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Crowley’s Ridge State Park in northeast Arkansas is a recreationally oriented park with a rich social and geological history. The park, situated on land that was homesteaded by nineteenth-century pioneer Benjamin F. Crowley, also preserves the structures built by young men in the Civilian Conservation Corps (CCC) during the 1930s.
Arriving on the scene in 1820, Crowley was the first prominent white settler in the region. He selected the site for his plantation home because of the upland terrain and a spring, which continues to flow today. Crowley, a veteran of the War of 1812, became an acknowledged leader in northeast Arkansas and strongly supported the creation of Greene County on November 5, 1833. He died in 1842 at age eighty-four, and his gravesite is located within the park.
As a way of honoring him, his neighbors named the unique formation of rolling hills that stretch approximately 200 miles from southeastern Missouri to Helena (Phillips County) “Crowley’s Ridge.” The ridge, rising 450–550 feet in elevation out of the surrounding flatlands, is a rare geologic formation that has served as a recreational retreat since recorded time.
Because of the spring and tree-shaded grounds at Crowley’s homestead, the site became a traditional summer campground, picnic site, and gathering place. Thus, it was the first choice of area residents when the state started accepting lands for public parks. Belle Hodges Wall, secretary of the Paragould Chamber of Commerce, led a successful campaign to make Crowley’s home site a state park. It was accepted into the fledgling system on July 21, 1933, and became the fourth of Arkansas’s state parks.
In October 1933, the first detachment of Civilian Conservation Corps workers arrived. Composed mostly of young men from northern Missouri, the unit was soon enlarged to 207 enrollees. They built foot trails, bridges, cabins, a pavilion/bathhouse, picnic sites, campgrounds, miles of roads, and a 300-foot earthen dam for a three-and-a-half-acre recreational lake.
The park was dedicated on June 21, 1937, but public use of the facilities started more than two years before construction was completed. On July 4, 1935, an estimated crowd of 8,000 visitors crowded the unfinished park.
Very few changes were made in the park during its first four decades. However, in the late 1960s and through the 1970s, several additions were made, including four new cabins, modern campgrounds, and day-use facilities. In 1992, four CCC structures within the park—a bridge on main park road, a bathhouse, the CCC Comfort Station, and the Group Lodging Area Dining Hall—were placed on the National Register of Historic Places. Several restoration and improvement projects have been done at the park since the passage of Amendment 75 in 1996, including paving roads near Walcott Lake and parking areas near the CCC Pavilion, renovating bathhouses and restrooms, rebuilding the CCC comfort station, and conducting an archaeological survey of Shiloh Cemetery. Renovations on the Group Lodging Area Dining Hall began in 2013; the renovated hall reopened in November 2014.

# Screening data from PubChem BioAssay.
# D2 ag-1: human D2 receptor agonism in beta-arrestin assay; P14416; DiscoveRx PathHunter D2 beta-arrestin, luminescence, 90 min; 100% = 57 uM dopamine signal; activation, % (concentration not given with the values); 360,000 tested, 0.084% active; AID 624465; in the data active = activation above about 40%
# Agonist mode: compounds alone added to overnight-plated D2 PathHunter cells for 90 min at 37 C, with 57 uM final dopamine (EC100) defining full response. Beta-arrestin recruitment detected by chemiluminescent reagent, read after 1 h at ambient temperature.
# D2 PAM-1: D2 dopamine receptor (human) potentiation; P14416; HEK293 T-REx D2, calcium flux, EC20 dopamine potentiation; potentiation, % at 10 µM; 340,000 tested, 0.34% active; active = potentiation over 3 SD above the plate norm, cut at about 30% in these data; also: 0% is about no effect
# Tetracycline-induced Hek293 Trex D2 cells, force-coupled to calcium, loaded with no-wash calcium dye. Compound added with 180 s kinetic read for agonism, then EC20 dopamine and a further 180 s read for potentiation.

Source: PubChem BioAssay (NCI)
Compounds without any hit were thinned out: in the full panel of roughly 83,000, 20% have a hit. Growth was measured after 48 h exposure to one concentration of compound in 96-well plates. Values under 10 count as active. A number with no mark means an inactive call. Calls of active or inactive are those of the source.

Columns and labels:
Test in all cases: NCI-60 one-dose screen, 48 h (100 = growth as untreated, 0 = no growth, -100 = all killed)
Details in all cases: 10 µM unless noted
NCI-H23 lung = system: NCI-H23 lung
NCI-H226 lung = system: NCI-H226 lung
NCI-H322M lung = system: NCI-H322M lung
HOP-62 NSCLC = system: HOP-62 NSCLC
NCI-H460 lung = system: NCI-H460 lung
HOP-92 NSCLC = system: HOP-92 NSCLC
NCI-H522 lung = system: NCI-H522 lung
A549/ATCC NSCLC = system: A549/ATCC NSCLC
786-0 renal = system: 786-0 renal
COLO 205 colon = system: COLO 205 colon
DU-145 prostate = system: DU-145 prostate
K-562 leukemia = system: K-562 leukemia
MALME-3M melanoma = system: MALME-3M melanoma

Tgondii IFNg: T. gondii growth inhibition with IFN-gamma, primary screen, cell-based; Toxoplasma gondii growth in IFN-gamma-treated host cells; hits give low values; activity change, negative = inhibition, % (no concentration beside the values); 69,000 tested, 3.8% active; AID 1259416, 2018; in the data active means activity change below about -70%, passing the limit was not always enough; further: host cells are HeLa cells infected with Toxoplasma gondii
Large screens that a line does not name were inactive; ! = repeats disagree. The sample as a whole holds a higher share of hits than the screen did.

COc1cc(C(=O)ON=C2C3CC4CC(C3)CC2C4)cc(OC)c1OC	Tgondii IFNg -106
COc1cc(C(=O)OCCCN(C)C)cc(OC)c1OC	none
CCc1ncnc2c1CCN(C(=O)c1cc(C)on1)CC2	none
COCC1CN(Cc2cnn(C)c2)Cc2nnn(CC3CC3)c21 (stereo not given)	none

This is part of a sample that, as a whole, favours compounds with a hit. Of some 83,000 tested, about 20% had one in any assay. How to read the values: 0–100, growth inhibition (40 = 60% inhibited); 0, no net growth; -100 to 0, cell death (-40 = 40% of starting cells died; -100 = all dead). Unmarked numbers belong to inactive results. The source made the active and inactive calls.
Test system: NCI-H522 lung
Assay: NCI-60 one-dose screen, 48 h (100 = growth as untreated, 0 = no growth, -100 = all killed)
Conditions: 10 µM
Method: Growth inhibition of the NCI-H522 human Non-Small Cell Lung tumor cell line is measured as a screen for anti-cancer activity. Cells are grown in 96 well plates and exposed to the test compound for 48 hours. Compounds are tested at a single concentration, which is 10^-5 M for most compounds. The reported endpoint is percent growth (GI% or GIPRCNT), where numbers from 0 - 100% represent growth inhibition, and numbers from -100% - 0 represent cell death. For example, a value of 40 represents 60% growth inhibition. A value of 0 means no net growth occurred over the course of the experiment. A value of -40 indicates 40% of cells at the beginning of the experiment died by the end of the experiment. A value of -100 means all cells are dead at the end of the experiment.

The massive stone-and-log CCC bathhouse/pavilion remains the focal point of the park, which also boasts a thirty-one-acre fishing lake built in the mid 1960s. Annual events include Early Settler Days, Memorial Day Madness, Fun on the Fourth, Discovery Day Camp, Natural Heritage Educators Workshop, Great Arkansas Clean-Up, and the Haunted Trail and Scary Movie in October.
For additional information:Arkansas Delta Byways. http://www.deltabyways.com/ (accessed March 18, 2015).
Arkansas State Parks–Crowley’s Ridge. http://www.arkansasstateparks.com/crowleysridge/ (accessed March 18, 2015).
“Crowley’s Ridge and Its State Park.” Greene County Historical and Genealogical Quarterly 11, no. 2 (1998): 49–65.
Staff of the Arkansas Department of Parks and Tourism
Last Updated 3/18/2015
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